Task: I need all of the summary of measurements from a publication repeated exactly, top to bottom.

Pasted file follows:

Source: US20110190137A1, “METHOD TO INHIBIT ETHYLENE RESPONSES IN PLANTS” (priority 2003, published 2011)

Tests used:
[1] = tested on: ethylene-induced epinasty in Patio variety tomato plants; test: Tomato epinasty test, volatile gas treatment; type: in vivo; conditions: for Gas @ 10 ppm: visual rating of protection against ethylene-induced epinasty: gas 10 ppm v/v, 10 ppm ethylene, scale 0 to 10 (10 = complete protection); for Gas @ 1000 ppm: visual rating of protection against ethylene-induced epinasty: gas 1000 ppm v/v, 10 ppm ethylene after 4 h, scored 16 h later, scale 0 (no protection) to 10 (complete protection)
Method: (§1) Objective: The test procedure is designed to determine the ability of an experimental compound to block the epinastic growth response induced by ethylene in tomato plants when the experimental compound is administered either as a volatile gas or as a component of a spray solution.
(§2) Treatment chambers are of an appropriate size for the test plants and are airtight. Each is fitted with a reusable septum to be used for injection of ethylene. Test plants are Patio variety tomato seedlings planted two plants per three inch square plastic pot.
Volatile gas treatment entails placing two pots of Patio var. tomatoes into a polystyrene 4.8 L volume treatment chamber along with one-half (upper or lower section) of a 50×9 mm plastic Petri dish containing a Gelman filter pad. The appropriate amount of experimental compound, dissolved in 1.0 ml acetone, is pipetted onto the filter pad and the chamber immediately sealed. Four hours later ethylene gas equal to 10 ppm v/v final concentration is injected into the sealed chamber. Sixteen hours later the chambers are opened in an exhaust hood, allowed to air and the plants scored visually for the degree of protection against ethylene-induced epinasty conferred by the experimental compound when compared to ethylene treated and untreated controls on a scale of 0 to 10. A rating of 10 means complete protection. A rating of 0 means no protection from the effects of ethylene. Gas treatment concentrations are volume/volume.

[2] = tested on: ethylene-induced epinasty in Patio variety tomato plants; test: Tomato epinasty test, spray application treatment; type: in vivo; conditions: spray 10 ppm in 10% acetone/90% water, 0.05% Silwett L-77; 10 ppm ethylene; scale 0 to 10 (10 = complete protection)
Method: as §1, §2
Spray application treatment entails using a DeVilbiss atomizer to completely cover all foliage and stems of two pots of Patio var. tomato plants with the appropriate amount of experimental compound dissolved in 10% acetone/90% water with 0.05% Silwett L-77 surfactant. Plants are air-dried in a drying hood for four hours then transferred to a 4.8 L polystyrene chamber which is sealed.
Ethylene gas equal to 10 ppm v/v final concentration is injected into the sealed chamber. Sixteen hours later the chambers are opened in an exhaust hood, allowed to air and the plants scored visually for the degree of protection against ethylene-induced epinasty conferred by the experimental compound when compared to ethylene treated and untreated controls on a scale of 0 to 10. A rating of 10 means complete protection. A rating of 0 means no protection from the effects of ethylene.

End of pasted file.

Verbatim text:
Source: US20110190137A1, “METHOD TO INHIBIT ETHYLENE RESPONSES IN PLANTS” (priority 2003, published 2011)

Tests used:
[1] = tested on: ethylene-induced epinasty in Patio variety tomato plants; test: Tomato epinasty test, volatile gas treatment; type: in vivo; conditions: for Gas @ 10 ppm: visual rating of protection against ethylene-induced epinasty: gas 10 ppm v/v, 10 ppm ethylene, scale 0 to 10 (10 = complete protection); for Gas @ 1000 ppm: visual rating of protection against ethylene-induced epinasty: gas 1000 ppm v/v, 10 ppm ethylene after 4 h, scored 16 h later, scale 0 (no protection) to 10 (complete protection)
Method: (§1) Objective: The test procedure is designed to determine the ability of an experimental compound to block the epinastic growth response induced by ethylene in tomato plants when the experimental compound is administered either as a volatile gas or as a component of a spray solution.
(§2) Treatment chambers are of an appropriate size for the test plants and are airtight. Each is fitted with a reusable septum to be used for injection of ethylene. Test plants are Patio variety tomato seedlings planted two plants per three inch square plastic pot.
Volatile gas treatment entails placing two pots of Patio var. tomatoes into a polystyrene 4.8 L volume treatment chamber along with one-half (upper or lower section) of a 50×9 mm plastic Petri dish containing a Gelman filter pad. The appropriate amount of experimental compound, dissolved in 1.0 ml acetone, is pipetted onto the filter pad and the chamber immediately sealed. Four hours later ethylene gas equal to 10 ppm v/v final concentration is injected into the sealed chamber. Sixteen hours later the chambers are opened in an exhaust hood, allowed to air and the plants scored visually for the degree of protection against ethylene-induced epinasty conferred by the experimental compound when compared to ethylene treated and untreated controls on a scale of 0 to 10. A rating of 10 means complete protection. A rating of 0 means no protection from the effects of ethylene. Gas treatment concentrations are volume/volume.

[2] = tested on: ethylene-induced epinasty in Patio variety tomato plants; test: Tomato epinasty test, spray application treatment; type: in vivo; conditions: spray 10 ppm in 10% acetone/90% water, 0.05% Silwett L-77; 10 ppm ethylene; scale 0 to 10 (10 = complete protection)
Method: as §1, §2
Spray application treatment entails using a DeVilbiss atomizer to completely cover all foliage and stems of two pots of Patio var. tomato plants with the appropriate amount of experimental compound dissolved in 10% acetone/90% water with 0.05% Silwett L-77 surfactant. Plants are air-dried in a drying hood for four hours then transferred to a 4.8 L polystyrene chamber which is sealed.
Ethylene gas equal to 10 ppm v/v final concentration is injected into the sealed chamber. Sixteen hours later the chambers are opened in an exhaust hood, allowed to air and the plants scored visually for the degree of protection against ethylene-induced epinasty conferred by the experimental compound when compared to ethylene treated and untreated controls on a scale of 0 to 10. A rating of 10 means complete protection. A rating of 0 means no protection from the effects of ethylene.